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Candidates flock to Idaho ballot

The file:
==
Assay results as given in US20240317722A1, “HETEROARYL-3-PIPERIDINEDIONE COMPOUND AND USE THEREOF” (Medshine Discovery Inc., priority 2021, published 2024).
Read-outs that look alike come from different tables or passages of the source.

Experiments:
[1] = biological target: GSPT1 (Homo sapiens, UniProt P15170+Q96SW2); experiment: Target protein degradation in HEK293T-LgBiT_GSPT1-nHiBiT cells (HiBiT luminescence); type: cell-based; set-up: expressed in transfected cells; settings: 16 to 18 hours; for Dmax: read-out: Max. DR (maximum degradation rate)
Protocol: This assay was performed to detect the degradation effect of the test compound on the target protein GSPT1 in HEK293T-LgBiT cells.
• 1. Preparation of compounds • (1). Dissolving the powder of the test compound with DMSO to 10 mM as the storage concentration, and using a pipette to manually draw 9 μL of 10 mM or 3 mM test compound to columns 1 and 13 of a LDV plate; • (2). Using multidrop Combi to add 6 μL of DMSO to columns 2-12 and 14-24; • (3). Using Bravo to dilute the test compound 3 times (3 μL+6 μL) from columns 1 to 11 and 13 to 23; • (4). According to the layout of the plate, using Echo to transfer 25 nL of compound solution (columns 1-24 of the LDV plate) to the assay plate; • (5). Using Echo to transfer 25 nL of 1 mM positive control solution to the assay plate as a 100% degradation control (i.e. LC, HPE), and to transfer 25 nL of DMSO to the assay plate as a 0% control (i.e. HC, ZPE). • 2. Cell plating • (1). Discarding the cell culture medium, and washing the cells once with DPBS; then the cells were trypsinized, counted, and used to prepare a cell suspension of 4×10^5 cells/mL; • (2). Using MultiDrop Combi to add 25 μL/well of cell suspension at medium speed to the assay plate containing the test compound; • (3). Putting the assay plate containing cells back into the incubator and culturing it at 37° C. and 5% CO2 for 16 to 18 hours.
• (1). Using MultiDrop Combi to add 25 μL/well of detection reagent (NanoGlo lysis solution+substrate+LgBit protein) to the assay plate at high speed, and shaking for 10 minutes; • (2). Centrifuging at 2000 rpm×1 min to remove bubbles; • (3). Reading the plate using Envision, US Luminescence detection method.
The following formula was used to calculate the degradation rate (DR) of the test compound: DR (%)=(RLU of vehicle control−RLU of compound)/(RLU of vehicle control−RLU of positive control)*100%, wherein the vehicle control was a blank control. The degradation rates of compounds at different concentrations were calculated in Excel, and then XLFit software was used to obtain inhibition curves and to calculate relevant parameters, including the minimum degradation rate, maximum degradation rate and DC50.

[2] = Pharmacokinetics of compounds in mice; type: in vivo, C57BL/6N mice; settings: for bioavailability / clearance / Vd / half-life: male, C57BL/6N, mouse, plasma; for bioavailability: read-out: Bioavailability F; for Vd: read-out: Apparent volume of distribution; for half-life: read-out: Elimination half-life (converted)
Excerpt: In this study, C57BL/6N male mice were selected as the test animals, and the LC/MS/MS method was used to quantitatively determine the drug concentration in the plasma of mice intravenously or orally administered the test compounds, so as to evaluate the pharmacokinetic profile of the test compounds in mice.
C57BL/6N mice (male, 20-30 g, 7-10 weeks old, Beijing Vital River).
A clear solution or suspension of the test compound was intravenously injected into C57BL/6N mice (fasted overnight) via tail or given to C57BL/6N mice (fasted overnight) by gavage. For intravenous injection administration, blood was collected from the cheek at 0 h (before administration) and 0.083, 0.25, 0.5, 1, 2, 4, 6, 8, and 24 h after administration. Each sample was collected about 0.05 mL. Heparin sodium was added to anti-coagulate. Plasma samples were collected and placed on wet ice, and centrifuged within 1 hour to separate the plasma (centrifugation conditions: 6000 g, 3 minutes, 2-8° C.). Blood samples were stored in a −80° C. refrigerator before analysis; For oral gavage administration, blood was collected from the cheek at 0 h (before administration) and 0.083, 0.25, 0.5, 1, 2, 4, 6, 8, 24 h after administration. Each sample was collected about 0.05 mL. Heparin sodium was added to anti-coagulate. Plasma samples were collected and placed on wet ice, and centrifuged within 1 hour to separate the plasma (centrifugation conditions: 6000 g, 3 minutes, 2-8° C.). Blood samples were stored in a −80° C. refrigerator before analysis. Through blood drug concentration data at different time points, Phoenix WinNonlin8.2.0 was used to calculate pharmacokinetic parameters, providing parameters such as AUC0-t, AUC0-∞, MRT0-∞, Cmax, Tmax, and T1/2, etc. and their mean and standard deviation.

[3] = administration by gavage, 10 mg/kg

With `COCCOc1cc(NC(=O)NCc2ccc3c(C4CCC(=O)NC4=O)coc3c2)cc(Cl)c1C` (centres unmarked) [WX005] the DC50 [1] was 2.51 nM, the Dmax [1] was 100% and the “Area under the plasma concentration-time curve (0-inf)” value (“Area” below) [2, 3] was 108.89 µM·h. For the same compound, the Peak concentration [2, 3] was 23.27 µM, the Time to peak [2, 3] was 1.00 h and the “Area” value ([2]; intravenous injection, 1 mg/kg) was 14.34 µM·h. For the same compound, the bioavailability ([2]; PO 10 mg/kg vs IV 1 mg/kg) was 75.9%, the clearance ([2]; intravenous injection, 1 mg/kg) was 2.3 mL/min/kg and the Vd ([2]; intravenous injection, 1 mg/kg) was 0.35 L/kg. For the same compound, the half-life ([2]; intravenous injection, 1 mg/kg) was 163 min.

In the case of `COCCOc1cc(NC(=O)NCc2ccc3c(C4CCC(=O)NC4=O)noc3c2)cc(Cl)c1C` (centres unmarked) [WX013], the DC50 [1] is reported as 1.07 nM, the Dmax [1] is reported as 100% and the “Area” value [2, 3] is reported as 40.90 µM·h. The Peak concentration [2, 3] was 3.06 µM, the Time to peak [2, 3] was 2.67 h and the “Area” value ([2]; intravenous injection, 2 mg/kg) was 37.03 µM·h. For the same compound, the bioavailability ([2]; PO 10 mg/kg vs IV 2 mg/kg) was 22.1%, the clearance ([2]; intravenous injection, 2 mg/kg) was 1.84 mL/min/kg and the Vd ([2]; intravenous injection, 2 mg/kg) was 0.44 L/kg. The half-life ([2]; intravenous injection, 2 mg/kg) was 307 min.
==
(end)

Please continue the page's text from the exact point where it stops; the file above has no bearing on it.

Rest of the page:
BOISE – Idaho is in for a very busy election season this year, with positions from governor down to North Idaho legislative seats drawing multiple candidates prior to Friday’s deadline. The state’s primary election is May 20, and voters will have plenty of choices. At the top of the ticket, every top office-holder except for state Treasurer Ron Crane has drawn a GOP primary challenger. So have all but one of the North Idaho incumbent lawmakers in Districts 1 through 4 who are seeking re-election. The lone exception: Second-term Sen. Steve Vick, R-Dalton Gardens, who is unopposed. In Coeur d’Alene, 7th-term Sen. John Goedde faces a GOP primary challenge from activist Mary Souza. Former Kootenai County Commissioner Rick Currie has filed to challenge second-term Rep. Kathy Sims. And freshman Rep. Ron Mendive faces a primary challenge from former Post Falls city councilman Terry Werner, while Sen. Bob Nonini will face Post Falls businessman Patrick Whalen, who’s lined up high-profile business support. In District 7, controversial Rep. Shannon McMillan, R-Silverton, who is facing an ethics investigation, drew a last-minute GOP primary challenge Friday from Shauna Hillman, curator and managing director of the Northern Pacific Railway Depot Museum and a former Wallace Chamber of Commerce Citizen of the Year. The winner of that face-off will face Democratic candidate Jessica Chilcott of Sandpoint in November. “I think it reflects the ferment and divisions within the Republican Party,” said longtime Idaho political observer Jim Weatherby, professor emeritus at Boise State University. “There isn’t any reason for those who are Republican or those who are tending that way not to participate in this election. This is important.” Idaho’s GOP primary is closed – meaning only registered Republicans can participate – while the Democratic primary is open to all. But under Idaho’s new closed primary law, anyone who is unaffiliated – not already registered as a Democrat, Constitution Party member or Libertarian – can affiliate at the polls and vote. Fifty-nine percent of Idaho voters are unaffiliated – and could participate in the GOP primary that’s likely to determine many of the final outcomes in the heavily Republican state. As tea party challengers have stepped up to challenge mainstream Republican incumbents, Democrats also have put forth lots of candidates. Among Friday’s last-minute filings was former Democratic Congressman Richard Stallings, who filed to run for the state’s 2nd District congressional seat. Longtime 2nd District GOP Congressman Mike Simpson faces a challenge from the right from Idaho Falls attorney Bryan Smith, who’s backed by the wealthy Club for Growth, which bankrolled former Idaho GOP Congressman Bill Sali’s unexpectedly successful campaign in 2006. Here are the official candidates for the top-of-ticket Idaho races and Kootenai County legislative contests: U.S. Senator: GOP incumbent Jim Risch faces Republican Jeremy “T” Anderson of Boise in the primary; Democrats Nels Mitchell and William Bryk – a Brooklyn, N.Y. bankruptcy attorney who’s filed for office in various states over the years – also are running. 1st Congressional District: GOP Rep. Raul Labrador has drawn an array of little-known challengers, including Republicans Sean Blackwell of Rathdrum; Reed McCandless of Moscow; Lisa Marie of Boise; and Michael Greenway of Eagle. Democrats on the primary ballot include longtime state Sen. Shirley Ringo, D-Moscow; and Ryan Andrew Barone of Hayden. Governor: Gov. Butch Otter’s GOP primary challengers are Sen. Russ Fulcher, R-Meridian; and perennial candidates Harley Brown and Walt Bayes. Democrats filing for the office are A.J. Balukoff of Boise, chairman of the Boise School Board; and Terry Kerr of Idaho Falls, who’s run for local office as a Republican. Libertarian John Bujak, Constitution Party candidate Steve Pankey, and independents “Pro-Life” and Jill Humble round out the ballot. Lt. Gov. Brad Little’s primary challenger is Republican Idaho County Commissioner Jim Chmelik. Democrat Bert Marley and Constitution Party candidate David Hartigan also are running. In the open race for Idaho Secretary of State, four Republicans are facing off: Former House Speaker Lawerence Denney, former Sen. Evan Frasure, former Sen. Mitch Toryanski, and Deputy Ada County Clerk Phil McGrane. Democratic Rep. Holli Woodings of Boise is unopposed in the primary. State Controller: Incumbent Republican Brandon Woolf is being challenged by Todd Hatfield in the primary. State Treasurer: While GOP incumbent Ron Crane is unopposed in the primary, Democrats Deborah Silver of Twin Falls and W. Lane Startin of Boise are vying for a chance to run against him in November. Attorney General Lawrence Wasden faces a GOP primary challenge from Boise lawyer C.T. “Chris” Troupis; Democrat Bruce Bistline is unopposed in the primary. State Schools Superintendent: With incumbent Tom Luna not running, four Republicans are vying in the primary: John Eynon of Grangeville, Andy Grover of Melba, Randy Jensen of American Falls, and Sherri Ybarra of Mountain Home, all educators. The winner will face Democrat Jana Jones, also an educator, in November. One Idaho Supreme Court seat is contested in the May election: Justice Joel Horton will face Boise attorney William “Breck” Seiniger. Legislature, District 2: Rep. Vito Barbieri, R-Dalton Gardens, faces a rematch with Fritz Wiedenhoff in the GOP primary; the winner will face Democrat Cheryl Stransky in November, who lost to Barbieri two years ago. Freshman Rep. Ed Morse, R-Hayden, faces a GOP primary challenge from Rathdrum insurance agent Eric Redman. Legislature, District 3: Sen Bob Nonini, R-Coeur d’Alene, faces Post Falls businessman Patrick Whalen in the primary; the winner will face Democrat Jerry Shriner in November. Rep. Ron Mendive is being challenged in the primary by Terry Werner; Democrat Michelle Lippert, head of the faculty assembly at North Idaho College, will take on the winner in November. For retiring Rep. Frank Henderson’s seat, three Republicans are facing off: Retired Los Angeles policeman Don Cheatham, Greg Gfeller of Post Falls, and Reagan Republicans president Jeff Ward. Legislature, District 4: Sen. John Goedde, R-Coeur d’Alene, faces Mary Souza in the Republican primary; the winner faces Constitution Party candidate Ray Writz in November. Rep. Kathy Sims, R-Coeur d’Alene, faces former county Commissioner Rick Currie, with the winner up against Democrat Anne Nesse in November. Rep. Luke Malek, R-Coeur d’Alene, faces primary challenger Toby Schindelbeck.